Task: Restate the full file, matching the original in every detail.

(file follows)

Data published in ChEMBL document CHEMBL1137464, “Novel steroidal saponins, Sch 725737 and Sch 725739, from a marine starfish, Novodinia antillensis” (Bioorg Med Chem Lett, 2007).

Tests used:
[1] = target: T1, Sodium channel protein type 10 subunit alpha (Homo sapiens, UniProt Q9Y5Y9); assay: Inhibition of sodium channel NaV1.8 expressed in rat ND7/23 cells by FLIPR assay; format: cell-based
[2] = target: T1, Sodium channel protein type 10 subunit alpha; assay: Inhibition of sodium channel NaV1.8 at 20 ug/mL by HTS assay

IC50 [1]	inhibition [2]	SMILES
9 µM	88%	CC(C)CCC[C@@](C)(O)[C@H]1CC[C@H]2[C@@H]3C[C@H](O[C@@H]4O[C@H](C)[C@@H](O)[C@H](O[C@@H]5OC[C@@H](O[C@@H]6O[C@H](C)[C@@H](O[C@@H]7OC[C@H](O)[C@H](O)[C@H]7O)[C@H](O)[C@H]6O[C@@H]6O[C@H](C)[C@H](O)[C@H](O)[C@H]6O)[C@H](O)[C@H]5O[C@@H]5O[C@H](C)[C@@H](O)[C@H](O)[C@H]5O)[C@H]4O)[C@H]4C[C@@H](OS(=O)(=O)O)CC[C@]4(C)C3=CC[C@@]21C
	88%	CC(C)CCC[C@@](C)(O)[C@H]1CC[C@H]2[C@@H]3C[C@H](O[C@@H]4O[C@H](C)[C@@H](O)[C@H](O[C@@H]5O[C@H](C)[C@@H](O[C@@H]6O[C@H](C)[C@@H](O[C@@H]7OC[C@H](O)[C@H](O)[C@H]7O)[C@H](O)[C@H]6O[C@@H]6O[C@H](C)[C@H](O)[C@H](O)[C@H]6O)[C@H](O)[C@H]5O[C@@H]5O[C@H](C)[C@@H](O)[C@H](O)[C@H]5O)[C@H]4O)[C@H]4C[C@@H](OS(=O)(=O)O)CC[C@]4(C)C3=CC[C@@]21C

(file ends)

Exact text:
Data published in ChEMBL document CHEMBL1137464, “Novel steroidal saponins, Sch 725737 and Sch 725739, from a marine starfish, Novodinia antillensis” (Bioorg Med Chem Lett, 2007).

Tests used:
[1] = target: T1, Sodium channel protein type 10 subunit alpha (Homo sapiens, UniProt Q9Y5Y9); assay: Inhibition of sodium channel NaV1.8 expressed in rat ND7/23 cells by FLIPR assay; format: cell-based
[2] = target: T1, Sodium channel protein type 10 subunit alpha; assay: Inhibition of sodium channel NaV1.8 at 20 ug/mL by HTS assay

IC50 [1]	inhibition [2]	SMILES
9 µM	88%	CC(C)CCC[C@@](C)(O)[C@H]1CC[C@H]2[C@@H]3C[C@H](O[C@@H]4O[C@H](C)[C@@H](O)[C@H](O[C@@H]5OC[C@@H](O[C@@H]6O[C@H](C)[C@@H](O[C@@H]7OC[C@H](O)[C@H](O)[C@H]7O)[C@H](O)[C@H]6O[C@@H]6O[C@H](C)[C@H](O)[C@H](O)[C@H]6O)[C@H](O)[C@H]5O[C@@H]5O[C@H](C)[C@@H](O)[C@H](O)[C@H]5O)[C@H]4O)[C@H]4C[C@@H](OS(=O)(=O)O)CC[C@]4(C)C3=CC[C@@]21C
	88%	CC(C)CCC[C@@](C)(O)[C@H]1CC[C@H]2[C@@H]3C[C@H](O[C@@H]4O[C@H](C)[C@@H](O)[C@H](O[C@@H]5O[C@H](C)[C@@H](O[C@@H]6O[C@H](C)[C@@H](O[C@@H]7OC[C@H](O)[C@H](O)[C@H]7O)[C@H](O)[C@H]6O[C@@H]6O[C@H](C)[C@H](O)[C@H](O)[C@H]6O)[C@H](O)[C@H]5O[C@@H]5O[C@H](C)[C@@H](O)[C@H](O)[C@H]5O)[C@H]4O)[C@H]4C[C@@H](OS(=O)(=O)O)CC[C@]4(C)C3=CC[C@@]21C